You’ve probably heard of the adage “if it doesn’t exist, create it”. In our entrepreneurial age, this nugget of internet wisdom (hijacked from a longer Nikos Kazantzakis quote) tends to get divvied out like hors d’oeuvres at a soirée. And cliché though it may be, it’s perhaps the easiest way of understanding the life of our next interviewee: the deeply talented Belgian designer, Charlotte Lancelot.
A craftswomen through and through, she demonstrates a unique ability to distill into decor a wide range of ephemeral phenomenon. There is the rise and fall of musical score. The illusion of a trompe l’oeil. And, most recently, a rug that echoes the infinite depths of gemstones. Groundbreaking aesthetics aside, she also happens to lead the field in sustainable textile design, coauthoring a series of plush rugs whose (not-so) dirty little secret is that they are made from recycled ocean plastic. This International Women’s Day, we had the pleasure of sitting down together to talk empowerment, creativity and the much-coveted dividend of finding joy in your work.
Tell us about your childhood. Were you an arty kid?
I grew up in Brussels in a university environment. My mother ran a research laboratory in Oceanography at the university and my father is a lawyer in social law. I think this is where I find the foundations of my environmental and social concerns. However, I have always been creative. I made my toys and the dresses of my dolls. I also spent hours creating stories and cabins. My grandmothers were very good seamstresses and knitters. Sometimes I feel like I’ve never stopped playing.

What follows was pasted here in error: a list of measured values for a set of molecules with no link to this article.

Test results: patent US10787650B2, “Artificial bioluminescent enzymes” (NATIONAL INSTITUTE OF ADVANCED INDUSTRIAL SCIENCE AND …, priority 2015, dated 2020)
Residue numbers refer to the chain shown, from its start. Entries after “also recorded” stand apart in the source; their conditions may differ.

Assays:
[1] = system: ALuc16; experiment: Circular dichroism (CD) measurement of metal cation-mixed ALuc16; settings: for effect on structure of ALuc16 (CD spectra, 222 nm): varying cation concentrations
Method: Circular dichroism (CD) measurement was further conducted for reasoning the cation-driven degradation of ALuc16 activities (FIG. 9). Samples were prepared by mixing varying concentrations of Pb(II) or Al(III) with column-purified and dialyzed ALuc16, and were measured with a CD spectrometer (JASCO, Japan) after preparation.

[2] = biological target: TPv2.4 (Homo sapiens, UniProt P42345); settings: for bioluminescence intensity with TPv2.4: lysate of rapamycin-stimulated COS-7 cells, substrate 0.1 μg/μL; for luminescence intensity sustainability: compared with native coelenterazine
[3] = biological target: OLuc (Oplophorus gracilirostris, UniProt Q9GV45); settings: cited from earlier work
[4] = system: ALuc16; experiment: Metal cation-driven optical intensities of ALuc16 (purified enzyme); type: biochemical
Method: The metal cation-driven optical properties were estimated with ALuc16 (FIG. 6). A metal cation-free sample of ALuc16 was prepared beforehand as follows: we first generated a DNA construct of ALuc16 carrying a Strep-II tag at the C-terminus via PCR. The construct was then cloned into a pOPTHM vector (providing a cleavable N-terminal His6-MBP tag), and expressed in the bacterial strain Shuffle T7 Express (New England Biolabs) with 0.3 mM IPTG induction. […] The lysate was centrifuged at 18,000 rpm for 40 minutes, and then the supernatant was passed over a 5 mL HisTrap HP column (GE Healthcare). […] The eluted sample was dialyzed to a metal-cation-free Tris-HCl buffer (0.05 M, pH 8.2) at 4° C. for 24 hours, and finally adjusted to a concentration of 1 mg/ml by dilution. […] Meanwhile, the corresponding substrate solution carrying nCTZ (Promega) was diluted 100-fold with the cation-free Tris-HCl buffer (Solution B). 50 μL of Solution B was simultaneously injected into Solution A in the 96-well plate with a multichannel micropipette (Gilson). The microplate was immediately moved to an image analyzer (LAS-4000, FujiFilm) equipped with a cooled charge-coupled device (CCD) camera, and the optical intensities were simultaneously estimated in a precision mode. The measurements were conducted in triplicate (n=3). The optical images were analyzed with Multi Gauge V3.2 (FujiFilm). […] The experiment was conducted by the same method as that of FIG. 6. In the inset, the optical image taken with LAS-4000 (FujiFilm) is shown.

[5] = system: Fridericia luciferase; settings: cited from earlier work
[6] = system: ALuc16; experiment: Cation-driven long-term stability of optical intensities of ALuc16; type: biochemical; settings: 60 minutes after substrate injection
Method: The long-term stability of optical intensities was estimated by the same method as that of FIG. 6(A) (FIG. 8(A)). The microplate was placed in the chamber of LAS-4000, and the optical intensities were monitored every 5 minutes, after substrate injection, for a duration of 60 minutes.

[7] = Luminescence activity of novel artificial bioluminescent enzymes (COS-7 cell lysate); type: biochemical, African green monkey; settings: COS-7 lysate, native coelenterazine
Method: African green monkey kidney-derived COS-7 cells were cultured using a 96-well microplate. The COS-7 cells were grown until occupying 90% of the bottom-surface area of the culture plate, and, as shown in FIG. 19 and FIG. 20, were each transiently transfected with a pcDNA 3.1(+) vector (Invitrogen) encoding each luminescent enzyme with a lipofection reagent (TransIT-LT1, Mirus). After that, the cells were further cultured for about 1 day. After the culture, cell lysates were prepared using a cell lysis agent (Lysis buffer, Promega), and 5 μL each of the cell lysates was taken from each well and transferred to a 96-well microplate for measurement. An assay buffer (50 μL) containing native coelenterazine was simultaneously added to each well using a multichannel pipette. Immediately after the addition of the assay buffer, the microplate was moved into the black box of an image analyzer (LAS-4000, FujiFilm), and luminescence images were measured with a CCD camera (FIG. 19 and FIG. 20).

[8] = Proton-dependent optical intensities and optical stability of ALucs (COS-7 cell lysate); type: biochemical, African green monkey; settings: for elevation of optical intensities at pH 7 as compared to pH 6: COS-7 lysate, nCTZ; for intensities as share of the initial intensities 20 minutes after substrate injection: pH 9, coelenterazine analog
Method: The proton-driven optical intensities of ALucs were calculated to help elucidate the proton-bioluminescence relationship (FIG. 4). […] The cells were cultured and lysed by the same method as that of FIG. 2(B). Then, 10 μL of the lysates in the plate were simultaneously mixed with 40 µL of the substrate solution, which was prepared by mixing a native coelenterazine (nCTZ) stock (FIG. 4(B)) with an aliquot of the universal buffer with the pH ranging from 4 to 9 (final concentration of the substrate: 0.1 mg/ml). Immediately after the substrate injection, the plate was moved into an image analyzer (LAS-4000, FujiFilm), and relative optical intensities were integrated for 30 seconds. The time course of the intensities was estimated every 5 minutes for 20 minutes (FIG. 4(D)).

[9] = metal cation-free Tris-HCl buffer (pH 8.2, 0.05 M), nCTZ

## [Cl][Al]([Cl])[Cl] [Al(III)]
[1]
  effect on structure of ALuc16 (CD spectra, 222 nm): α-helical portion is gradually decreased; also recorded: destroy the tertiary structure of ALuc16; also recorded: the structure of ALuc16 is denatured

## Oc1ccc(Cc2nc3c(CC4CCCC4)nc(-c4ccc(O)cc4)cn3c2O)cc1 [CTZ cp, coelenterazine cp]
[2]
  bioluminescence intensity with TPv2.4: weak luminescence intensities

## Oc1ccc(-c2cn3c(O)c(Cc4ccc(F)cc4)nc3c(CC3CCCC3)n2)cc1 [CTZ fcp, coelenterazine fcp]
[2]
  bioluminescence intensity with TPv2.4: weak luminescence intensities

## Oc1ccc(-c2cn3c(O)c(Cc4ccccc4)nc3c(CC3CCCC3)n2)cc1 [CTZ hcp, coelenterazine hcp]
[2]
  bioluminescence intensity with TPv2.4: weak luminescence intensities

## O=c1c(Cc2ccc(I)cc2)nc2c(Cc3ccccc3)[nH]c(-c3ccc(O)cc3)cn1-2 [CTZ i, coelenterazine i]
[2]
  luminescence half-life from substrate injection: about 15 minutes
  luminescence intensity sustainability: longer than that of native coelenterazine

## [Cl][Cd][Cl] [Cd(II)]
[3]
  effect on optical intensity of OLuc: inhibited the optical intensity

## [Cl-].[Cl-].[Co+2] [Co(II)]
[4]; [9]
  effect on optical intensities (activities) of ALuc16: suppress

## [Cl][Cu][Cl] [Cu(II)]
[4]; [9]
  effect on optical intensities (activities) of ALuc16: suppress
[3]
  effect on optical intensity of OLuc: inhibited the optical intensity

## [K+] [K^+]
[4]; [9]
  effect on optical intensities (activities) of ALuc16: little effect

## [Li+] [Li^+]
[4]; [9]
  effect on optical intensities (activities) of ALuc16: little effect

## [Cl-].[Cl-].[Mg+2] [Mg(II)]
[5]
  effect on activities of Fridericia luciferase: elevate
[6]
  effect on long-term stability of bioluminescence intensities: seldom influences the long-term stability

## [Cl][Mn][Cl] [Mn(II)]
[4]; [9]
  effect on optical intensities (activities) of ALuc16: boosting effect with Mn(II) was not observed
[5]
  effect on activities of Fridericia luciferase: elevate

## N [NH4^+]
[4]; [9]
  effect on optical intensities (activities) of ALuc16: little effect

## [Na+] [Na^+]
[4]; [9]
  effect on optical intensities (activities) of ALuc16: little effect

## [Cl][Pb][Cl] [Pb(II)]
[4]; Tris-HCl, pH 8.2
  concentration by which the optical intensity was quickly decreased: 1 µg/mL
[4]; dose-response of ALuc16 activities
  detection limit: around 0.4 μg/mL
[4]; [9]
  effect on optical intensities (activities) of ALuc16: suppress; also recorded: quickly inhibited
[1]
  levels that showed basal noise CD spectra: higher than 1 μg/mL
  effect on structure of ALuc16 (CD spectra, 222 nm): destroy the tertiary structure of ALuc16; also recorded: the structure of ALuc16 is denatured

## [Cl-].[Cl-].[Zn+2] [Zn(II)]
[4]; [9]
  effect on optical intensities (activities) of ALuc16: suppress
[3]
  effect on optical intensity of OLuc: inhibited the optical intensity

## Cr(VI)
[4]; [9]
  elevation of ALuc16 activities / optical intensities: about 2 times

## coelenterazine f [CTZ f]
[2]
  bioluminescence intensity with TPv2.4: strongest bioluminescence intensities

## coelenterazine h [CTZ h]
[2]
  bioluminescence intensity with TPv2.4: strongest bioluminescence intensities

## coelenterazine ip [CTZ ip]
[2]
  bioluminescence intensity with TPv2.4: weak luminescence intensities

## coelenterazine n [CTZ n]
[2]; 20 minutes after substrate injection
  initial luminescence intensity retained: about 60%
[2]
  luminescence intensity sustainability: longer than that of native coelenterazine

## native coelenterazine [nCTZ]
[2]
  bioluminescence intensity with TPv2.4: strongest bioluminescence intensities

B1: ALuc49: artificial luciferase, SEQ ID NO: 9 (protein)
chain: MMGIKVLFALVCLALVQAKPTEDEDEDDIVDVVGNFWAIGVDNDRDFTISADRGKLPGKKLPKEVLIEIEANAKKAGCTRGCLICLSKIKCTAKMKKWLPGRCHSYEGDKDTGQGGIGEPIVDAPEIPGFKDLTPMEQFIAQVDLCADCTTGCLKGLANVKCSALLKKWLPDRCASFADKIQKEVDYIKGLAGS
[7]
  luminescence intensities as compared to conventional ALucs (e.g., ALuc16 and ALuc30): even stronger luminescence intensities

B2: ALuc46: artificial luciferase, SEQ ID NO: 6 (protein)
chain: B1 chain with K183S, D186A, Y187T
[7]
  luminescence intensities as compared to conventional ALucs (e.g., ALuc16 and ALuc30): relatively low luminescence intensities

When did you realise it was something that would be viable as a career path?
I quickly knew that I would make a creative profession. I was often in the moonlight and I didn’t do things like other people. I hesitated between architecture and fashion and it was after a fashion show with an umbrella in it that I realised that there were also object designers. I remember waking up in the middle of the night with this idea. I bought my first design book and fell in love with Verner Panton‘s work with the S Stoel and the Fantasy Landscape. I was lucky enough to see a few years later. It fascinated me, it was so different from what I was experiencing around me.
And the collaboration with GAN, how did that come about?
In 2006, I took part in the satellite exhibition in Milan with a first prototype of Canevas. Unfortunately, they came to the stand at a time when I was not there. The project didn’t work at the time and I didn’t believe in it any more. Years later, I proposed a new design to GAN and they told me they were still interested in Canevas. It was thanks to their know-how that we were able to transform the project into a real product. I drew a lot of models before designing the roses. I was looking for the essence of the project and years later, I am still very proud of what we have achieved.